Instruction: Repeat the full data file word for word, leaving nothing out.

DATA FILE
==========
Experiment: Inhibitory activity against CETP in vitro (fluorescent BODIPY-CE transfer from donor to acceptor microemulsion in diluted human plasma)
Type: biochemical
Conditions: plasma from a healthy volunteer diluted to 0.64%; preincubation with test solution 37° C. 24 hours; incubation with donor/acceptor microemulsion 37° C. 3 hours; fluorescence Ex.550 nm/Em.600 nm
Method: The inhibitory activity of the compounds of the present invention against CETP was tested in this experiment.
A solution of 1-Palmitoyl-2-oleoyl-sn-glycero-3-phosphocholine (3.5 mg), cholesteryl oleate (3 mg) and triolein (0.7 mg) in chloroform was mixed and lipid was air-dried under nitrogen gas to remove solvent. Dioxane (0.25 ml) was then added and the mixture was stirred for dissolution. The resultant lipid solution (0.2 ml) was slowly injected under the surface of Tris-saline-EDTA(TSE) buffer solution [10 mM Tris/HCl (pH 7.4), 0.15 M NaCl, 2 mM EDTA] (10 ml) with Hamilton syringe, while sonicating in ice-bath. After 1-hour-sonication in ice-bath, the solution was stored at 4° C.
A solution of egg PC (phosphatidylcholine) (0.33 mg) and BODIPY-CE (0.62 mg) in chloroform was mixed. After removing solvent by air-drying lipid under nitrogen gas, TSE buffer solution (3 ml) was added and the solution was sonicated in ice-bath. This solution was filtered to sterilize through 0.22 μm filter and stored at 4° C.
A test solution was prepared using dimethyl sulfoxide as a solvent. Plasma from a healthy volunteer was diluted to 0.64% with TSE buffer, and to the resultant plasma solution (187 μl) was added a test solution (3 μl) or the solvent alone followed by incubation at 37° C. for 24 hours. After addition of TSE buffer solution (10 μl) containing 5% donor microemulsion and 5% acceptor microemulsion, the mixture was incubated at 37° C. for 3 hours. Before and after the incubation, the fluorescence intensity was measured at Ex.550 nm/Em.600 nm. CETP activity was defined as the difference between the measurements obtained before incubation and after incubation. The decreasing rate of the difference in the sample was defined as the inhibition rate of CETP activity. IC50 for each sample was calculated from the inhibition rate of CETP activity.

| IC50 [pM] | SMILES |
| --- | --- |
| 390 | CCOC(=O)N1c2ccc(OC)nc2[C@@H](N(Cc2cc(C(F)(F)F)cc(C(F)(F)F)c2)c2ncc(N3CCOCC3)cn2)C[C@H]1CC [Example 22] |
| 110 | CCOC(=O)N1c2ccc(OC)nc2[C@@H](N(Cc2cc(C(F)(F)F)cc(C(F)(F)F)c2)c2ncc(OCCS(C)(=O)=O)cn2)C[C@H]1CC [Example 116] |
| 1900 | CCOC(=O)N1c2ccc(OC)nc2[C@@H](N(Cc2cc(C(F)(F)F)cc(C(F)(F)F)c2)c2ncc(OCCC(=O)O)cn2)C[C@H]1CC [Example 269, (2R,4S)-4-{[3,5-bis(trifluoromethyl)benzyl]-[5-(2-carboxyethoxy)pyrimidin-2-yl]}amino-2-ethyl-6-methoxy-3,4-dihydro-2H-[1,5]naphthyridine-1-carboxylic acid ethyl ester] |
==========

Experiment: Inhibitory activity against CETP in vitro (fluorescent BODIPY-CE transfer from donor to acceptor microemulsion in diluted human plasma)
Type: biochemical
Conditions: plasma from a healthy volunteer diluted to 0.64%; preincubation with test solution 37° C. 24 hours; incubation with donor/acceptor microemulsion 37° C. 3 hours; fluorescence Ex.550 nm/Em.600 nm
Method: The inhibitory activity of the compounds of the present invention against CETP was tested in this experiment.
A solution of 1-Palmitoyl-2-oleoyl-sn-glycero-3-phosphocholine (3.5 mg), cholesteryl oleate (3 mg) and triolein (0.7 mg) in chloroform was mixed and lipid was air-dried under nitrogen gas to remove solvent. Dioxane (0.25 ml) was then added and the mixture was stirred for dissolution. The resultant lipid solution (0.2 ml) was slowly injected under the surface of Tris-saline-EDTA(TSE) buffer solution [10 mM Tris/HCl (pH 7.4), 0.15 M NaCl, 2 mM EDTA] (10 ml) with Hamilton syringe, while sonicating in ice-bath. After 1-hour-sonication in ice-bath, the solution was stored at 4° C.
A solution of egg PC (phosphatidylcholine) (0.33 mg) and BODIPY-CE (0.62 mg) in chloroform was mixed. After removing solvent by air-drying lipid under nitrogen gas, TSE buffer solution (3 ml) was added and the solution was sonicated in ice-bath. This solution was filtered to sterilize through 0.22 μm filter and stored at 4° C.
A test solution was prepared using dimethyl sulfoxide as a solvent. Plasma from a healthy volunteer was diluted to 0.64% with TSE buffer, and to the resultant plasma solution (187 μl) was added a test solution (3 μl) or the solvent alone followed by incubation at 37° C. for 24 hours. After addition of TSE buffer solution (10 μl) containing 5% donor microemulsion and 5% acceptor microemulsion, the mixture was incubated at 37° C. for 3 hours. Before and after the incubation, the fluorescence intensity was measured at Ex.550 nm/Em.600 nm. CETP activity was defined as the difference between the measurements obtained before incubation and after incubation. The decreasing rate of the difference in the sample was defined as the inhibition rate of CETP activity. IC50 for each sample was calculated from the inhibition rate of CETP activity.

| IC50 [pM] | SMILES |
| --- | --- |
| 390 | CCOC(=O)N1c2ccc(OC)nc2[C@@H](N(Cc2cc(C(F)(F)F)cc(C(F)(F)F)c2)c2ncc(N3CCOCC3)cn2)C[C@H]1CC [Example 22] |
| 110 | CCOC(=O)N1c2ccc(OC)nc2[C@@H](N(Cc2cc(C(F)(F)F)cc(C(F)(F)F)c2)c2ncc(OCCS(C)(=O)=O)cn2)C[C@H]1CC [Example 116] |
| 1900 | CCOC(=O)N1c2ccc(OC)nc2[C@@H](N(Cc2cc(C(F)(F)F)cc(C(F)(F)F)c2)c2ncc(OCCC(=O)O)cn2)C[C@H]1CC [Example 269, (2R,4S)-4-{[3,5-bis(trifluoromethyl)benzyl]-[5-(2-carboxyethoxy)pyrimidin-2-yl]}amino-2-ethyl-6-methoxy-3,4-dihydro-2H-[1,5]naphthyridine-1-carboxylic acid ethyl ester] |